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Samsung's New Gear 360 Camera Is Ideal For Shooting VR Video

The new device features a pair of fisheye lenses and lets users post video straight to YouTube or Facebook from a mobile app.

Samsung today unveiled a stand-alone consumer camera that shoots 360-degree still photos and videos that, among other things, are ideal for virtual reality headsets, including the Korean company’s own Gear VR.

Known as the Gear 360, the small spherical camera features two fisheye lenses that each have a 195-degree field of view. It works by pairing with an app on Samsung’s soon-to-be-released Galaxy S7 or S7 Edge (or other, as-yet-unspecified Samsung phones) allowing users to wirelessly transfer photos or videos via Wi-Fi. Users can also see a live view on the phone.

Samsung Gear 360

Software on the phone automatically stitches imagery from the two lenses together into 360-degree photos or video. The camera can shoot video with a resolution of 3840x1920 pixels, or spherical photos of up to 30 megapixels.

The app also allows users to share their photos or video—the latter by posting to YouTube or Facebook, both of which support 360-degree video.

At the same time, users can import videos, albeit manually, to a Gear VR. It said that one of the big reasons it built the new camera was to give users the ability to create their own content for the virtual reality device rather than relying entirely on the curated content the company posts to its Samsung Milk VR branded interface for the device.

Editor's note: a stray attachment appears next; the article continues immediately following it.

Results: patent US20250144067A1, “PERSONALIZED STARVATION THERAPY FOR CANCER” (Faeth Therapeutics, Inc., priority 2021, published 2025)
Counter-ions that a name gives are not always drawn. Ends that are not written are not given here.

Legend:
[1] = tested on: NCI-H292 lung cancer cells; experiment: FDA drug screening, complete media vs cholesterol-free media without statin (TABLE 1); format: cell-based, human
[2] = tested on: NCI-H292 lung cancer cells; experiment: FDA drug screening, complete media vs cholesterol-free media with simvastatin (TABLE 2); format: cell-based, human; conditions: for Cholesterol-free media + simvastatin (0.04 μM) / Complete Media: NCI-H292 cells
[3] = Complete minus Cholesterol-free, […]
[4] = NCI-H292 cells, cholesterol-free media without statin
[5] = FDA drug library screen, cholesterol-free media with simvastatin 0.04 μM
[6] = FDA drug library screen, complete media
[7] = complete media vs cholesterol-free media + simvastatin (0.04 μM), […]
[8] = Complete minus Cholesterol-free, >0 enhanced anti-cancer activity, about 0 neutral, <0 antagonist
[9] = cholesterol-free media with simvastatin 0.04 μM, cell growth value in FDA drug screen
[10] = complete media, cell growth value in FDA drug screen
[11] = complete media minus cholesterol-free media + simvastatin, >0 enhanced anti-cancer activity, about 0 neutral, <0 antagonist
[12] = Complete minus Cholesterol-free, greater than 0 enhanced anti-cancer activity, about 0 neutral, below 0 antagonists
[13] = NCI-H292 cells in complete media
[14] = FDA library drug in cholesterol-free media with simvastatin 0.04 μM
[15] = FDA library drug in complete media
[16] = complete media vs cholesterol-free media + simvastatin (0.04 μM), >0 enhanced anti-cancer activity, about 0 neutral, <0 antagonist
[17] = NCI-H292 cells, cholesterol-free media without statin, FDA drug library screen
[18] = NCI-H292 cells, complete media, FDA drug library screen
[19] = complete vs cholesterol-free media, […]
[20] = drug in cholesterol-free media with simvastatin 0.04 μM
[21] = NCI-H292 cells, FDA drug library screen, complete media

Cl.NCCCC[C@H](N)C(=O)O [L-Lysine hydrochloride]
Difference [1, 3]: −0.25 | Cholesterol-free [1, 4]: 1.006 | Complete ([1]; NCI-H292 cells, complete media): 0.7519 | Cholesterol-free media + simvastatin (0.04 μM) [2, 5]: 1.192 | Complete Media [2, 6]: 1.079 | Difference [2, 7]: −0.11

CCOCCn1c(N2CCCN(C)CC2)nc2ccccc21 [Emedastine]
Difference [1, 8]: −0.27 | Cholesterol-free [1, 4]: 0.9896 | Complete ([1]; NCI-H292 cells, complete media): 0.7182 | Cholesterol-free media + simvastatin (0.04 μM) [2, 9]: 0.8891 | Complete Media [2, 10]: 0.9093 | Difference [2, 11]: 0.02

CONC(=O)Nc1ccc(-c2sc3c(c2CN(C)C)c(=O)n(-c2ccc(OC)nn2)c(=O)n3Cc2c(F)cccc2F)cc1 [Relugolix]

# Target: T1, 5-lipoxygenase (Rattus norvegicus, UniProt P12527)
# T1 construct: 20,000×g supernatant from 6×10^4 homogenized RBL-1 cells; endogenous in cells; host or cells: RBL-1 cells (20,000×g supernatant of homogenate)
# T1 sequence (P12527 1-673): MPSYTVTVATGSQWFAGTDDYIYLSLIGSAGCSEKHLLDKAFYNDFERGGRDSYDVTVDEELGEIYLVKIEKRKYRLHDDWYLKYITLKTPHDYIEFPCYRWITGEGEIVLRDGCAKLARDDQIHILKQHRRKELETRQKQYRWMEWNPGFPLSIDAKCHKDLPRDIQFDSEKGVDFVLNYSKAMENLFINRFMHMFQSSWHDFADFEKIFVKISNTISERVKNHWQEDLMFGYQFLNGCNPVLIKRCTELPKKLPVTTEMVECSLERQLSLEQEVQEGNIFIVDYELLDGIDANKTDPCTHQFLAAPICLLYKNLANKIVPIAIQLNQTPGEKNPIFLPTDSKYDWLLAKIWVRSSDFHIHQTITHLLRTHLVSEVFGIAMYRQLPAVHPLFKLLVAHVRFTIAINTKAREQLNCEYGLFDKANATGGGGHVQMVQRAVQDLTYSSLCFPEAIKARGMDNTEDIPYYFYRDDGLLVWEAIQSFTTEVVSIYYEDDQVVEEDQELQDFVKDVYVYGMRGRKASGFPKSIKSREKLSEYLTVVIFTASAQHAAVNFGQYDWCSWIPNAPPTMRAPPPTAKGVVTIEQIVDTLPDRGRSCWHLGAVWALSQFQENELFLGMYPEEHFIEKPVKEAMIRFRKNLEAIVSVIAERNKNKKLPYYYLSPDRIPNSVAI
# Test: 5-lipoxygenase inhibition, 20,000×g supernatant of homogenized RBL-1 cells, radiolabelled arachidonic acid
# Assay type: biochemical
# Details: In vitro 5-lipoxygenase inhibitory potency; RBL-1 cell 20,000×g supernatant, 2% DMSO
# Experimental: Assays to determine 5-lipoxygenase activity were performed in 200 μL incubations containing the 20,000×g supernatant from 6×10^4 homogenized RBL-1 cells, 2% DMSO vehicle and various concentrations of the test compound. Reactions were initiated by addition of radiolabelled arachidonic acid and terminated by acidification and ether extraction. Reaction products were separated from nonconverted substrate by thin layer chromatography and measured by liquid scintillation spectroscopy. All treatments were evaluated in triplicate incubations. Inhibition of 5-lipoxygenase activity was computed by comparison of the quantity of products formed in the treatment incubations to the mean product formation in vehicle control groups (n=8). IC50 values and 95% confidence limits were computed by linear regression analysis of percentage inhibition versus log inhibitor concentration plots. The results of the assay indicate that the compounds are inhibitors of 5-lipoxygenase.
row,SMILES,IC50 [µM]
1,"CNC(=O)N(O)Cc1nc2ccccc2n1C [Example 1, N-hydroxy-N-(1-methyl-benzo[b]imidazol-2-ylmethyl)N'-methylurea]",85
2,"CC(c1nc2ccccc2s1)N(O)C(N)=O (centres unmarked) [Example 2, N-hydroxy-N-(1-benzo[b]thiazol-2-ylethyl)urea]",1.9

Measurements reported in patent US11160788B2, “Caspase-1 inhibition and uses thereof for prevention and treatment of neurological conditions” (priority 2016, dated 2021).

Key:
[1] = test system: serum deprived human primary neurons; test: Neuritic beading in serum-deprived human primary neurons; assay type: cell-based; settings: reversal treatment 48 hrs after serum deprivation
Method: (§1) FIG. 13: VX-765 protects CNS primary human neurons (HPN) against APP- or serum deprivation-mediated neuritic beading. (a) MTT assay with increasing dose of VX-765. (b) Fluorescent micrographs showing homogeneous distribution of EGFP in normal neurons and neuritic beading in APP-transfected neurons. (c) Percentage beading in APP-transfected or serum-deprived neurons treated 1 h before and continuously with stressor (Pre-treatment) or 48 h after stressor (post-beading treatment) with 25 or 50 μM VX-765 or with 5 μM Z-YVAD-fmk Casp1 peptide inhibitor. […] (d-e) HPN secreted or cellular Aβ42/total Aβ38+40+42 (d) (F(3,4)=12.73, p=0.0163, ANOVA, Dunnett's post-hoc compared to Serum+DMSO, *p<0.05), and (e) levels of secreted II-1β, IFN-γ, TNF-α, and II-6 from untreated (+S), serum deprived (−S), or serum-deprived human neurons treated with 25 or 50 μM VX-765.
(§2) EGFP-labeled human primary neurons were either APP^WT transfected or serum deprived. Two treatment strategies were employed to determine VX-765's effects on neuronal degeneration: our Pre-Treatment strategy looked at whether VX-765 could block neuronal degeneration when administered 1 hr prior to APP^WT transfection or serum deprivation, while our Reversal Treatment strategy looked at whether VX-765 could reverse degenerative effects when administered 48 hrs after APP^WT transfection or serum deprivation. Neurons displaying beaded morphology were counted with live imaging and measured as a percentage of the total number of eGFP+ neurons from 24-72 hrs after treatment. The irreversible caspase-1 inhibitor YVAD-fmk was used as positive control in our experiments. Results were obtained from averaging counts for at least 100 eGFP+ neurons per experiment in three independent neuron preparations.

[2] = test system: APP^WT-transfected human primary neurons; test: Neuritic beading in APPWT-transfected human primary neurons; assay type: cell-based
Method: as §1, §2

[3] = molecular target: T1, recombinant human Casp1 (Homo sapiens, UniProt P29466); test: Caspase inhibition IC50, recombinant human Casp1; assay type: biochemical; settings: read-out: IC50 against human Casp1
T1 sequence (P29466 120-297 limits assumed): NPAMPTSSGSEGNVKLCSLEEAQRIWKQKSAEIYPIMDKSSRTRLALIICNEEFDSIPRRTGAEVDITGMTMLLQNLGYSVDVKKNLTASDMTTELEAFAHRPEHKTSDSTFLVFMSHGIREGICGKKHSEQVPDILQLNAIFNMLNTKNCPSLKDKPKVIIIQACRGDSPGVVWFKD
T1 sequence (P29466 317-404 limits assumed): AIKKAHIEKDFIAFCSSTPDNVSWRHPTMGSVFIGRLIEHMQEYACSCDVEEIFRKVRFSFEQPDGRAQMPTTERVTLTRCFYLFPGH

In a separate announcement Sunday at Mobile World Congress, Samsung said it would bundle a Gear VR with all Galaxy S7 and S7 Edge pre-orders.

Samsung Gear VR

Samsung hasn’t yet revealed the Gear 360’s price or when it will be available, but a company spokesperson said the expectation is for a second-quarter release.

The Gear 360 isn’t the only 360-degree camera aimed at consumers. Ricoh’s $350 Theta S has become a popular choice for many, given its slim form factor and ease of use. Because it’s not known how much Samsung’s offering will cost, it’s hard to compare the two head-to-head, but one can assume the Gear 360’s price will be competitive with the Theta S.

However, though it’s small and light—at 145 grams—the Gear 360 isn’t quite as convenient as the Theta S when it comes to sliding it into a back or jacket pocket. That’s because its spherical shape is bulkier than the Theta's.

On the other hand, Theta users can only share videos or photos they take via a branded website—except for users of Google’s Nexus 5 or 6, who can post directly to YouTube. At the same time, Theta's still photos top out at 12 megapixels, while the Gear 360’s can hit 30.

The Gear 360 uses an SD card for a storage of up to 128 gigabytes. Its battery can power the camera for up to 140 minutes of video.

The camera comes with a small tripod and it is compatible with any standard mount.

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